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1.
JACC Clin Electrophysiol ; 6(6): 696-707, 2020 Jun.
Artigo em Inglês | MEDLINE | ID: mdl-32553221

RESUMO

OBJECTIVES: This study sought to investigate the value of electroanatomical voltage mapping (EAVM) to distinguish cardiac sarcoidosis (CS) from arrhythmogenic right ventricular cardiomyopathy (ARVC) in patients with ventricular tachycardia from the right ventricle (RV). BACKGROUND: CS can mimic ARVC. Because scar in ARVC is predominantly subepicardial, this study hypothesized that the relative sizes of endocardial low bipolar voltage (BV) to low unipolar voltage (UV) areas may distinguish CS from ARVC. METHODS: Patients with CS affecting the RV (n = 14), patients with gene-positive ARVC (n = 13), and a reference group of patients without structural heart disease (n = 9) who underwent RV endocardial EAVM were included. RV region-specific BV and UV cutoffs were derived from control subjects. In CS and ARVC, segmental involvement was determined and low-voltage areas were measured, using <1.5 mV for BV and <3.9 mV, <4.4 mV, and <5.5 mV for UV. The ratio between low BV and low UV area was calculated generating 3 parameters: Ratio3.9, Ratio4.4 and Ratio5.5, respectively. RESULTS: In control subjects, BV and UV varied significantly among RV regions. The basal septum was involved in 71% of CS patients and in none of ARVC patients. Ratio5.5 discriminated CS from ARVC the best. An algorithm including Ratio5.5 ≥0.45 and basal septal involvement identified CS with 93% sensitivity and 85% specificity. This was validated in a separate population (CS [n = 6], ARVC [n = 10]) with 100% sensitivity and 100% specificity. CONCLUSIONS: EAVM provides detailed information about scar characteristics and scar distribution in the RV. An algorithm combining Ratio5.5 (area BV <1.5 mV/area UV <5.5 mV) and bipolar basal septal involvement allows accurate diagnosis of (isolated) CS in patients presenting with monomorphic ventricular tachycardia from the RV.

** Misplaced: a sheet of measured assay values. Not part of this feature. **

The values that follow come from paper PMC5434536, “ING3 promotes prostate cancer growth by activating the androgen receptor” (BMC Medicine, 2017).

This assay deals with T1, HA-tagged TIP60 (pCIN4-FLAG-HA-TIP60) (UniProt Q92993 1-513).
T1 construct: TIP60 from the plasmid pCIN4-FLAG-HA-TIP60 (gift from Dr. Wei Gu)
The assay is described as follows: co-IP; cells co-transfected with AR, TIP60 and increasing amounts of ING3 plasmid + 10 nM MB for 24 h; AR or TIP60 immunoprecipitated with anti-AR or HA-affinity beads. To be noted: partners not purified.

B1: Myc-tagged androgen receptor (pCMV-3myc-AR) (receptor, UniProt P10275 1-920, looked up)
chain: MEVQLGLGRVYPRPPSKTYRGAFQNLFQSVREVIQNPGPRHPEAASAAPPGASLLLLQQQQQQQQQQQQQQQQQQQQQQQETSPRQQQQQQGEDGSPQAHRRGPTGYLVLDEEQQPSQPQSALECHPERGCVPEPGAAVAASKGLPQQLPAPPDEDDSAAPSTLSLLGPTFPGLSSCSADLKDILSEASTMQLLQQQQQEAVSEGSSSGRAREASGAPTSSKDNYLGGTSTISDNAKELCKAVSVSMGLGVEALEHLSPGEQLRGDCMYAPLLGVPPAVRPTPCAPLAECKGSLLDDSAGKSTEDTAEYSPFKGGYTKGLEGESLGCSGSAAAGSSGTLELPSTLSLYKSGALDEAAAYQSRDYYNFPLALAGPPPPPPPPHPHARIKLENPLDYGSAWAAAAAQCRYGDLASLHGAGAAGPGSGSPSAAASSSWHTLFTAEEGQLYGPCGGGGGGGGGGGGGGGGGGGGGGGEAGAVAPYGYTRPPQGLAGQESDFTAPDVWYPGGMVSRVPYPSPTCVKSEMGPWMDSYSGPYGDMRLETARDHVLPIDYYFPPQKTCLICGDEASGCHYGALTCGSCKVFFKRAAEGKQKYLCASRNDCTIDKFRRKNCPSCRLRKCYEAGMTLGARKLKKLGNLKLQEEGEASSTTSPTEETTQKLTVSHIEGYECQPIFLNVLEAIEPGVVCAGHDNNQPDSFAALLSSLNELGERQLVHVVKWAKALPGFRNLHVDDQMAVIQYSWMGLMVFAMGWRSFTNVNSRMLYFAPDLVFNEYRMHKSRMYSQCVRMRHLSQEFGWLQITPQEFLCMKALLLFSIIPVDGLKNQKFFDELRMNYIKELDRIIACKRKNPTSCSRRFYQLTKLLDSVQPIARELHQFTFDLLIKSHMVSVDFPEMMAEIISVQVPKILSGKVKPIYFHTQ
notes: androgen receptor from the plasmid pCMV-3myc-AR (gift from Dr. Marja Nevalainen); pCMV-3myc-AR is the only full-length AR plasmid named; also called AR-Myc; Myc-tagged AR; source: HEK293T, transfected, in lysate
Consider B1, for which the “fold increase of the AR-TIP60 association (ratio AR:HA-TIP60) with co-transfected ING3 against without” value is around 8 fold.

3.
Heart Rhythm ; 2020 May 23.
Artigo em Inglês | MEDLINE | ID: mdl-32454220

RESUMO

BACKGROUND: Mutations in LMNA cause an arrhythmogenic cardiomyopathy (cardiolaminopathy) with high risk of ventricular tachycardia (VT). However, the natural history of VT amongst patients with cardiolaminopathy is incompletely understood. OBJECTIVE: To describe the longitudinal burden and progression of VT, including change in tachycardia cycle length (TCL), response to anti-tachycardia pacing (ATP), and prognostic significance of high-burden VT (> 5 episodes of VT at any device interrogation) in cardiolaminopathy patients. METHODS: Patients with cardiolaminopathy and an implantable cardioverter defibrillator (ICD) were identified from a single center database. Serial device interrogations and the medical record were used to collect VT burden, TCL and response to ATP. RESULTS: Cardiolaminopathy patients with primary (n=27) or secondary prevention (n=16) ICDs were followed for 2 (IQR 1,5) years. VT burden was substantially higher in patients receiving secondary prevention ICDs (28±40.9 vs. 3.6±7.3 episodes per 100 patient years, p<0.001). ATP was highly effective (94%) at terminating VT except in short TCL (< 250 ms) where ATP failed in 60%. Amongst patients with recurrent VT, the TCL increased by 112±93.6 ms during follow up. Inappropriate shocks were rare (0.4% of all therapies). Median time to transplantation, ventricular assist device or death was 18 months (IQR 0.7, 27.1) in patients with high-burden VT. CONCLUSION: In cardiolaminopathy, VT is recurrent and highly responsive to ATP which supports the use of transvenous ICDs iteratively programmed to manage VT of various TCLs. The onset of high-burden VT indicates poor prognosis and should warrant referral to a heart failure specialist.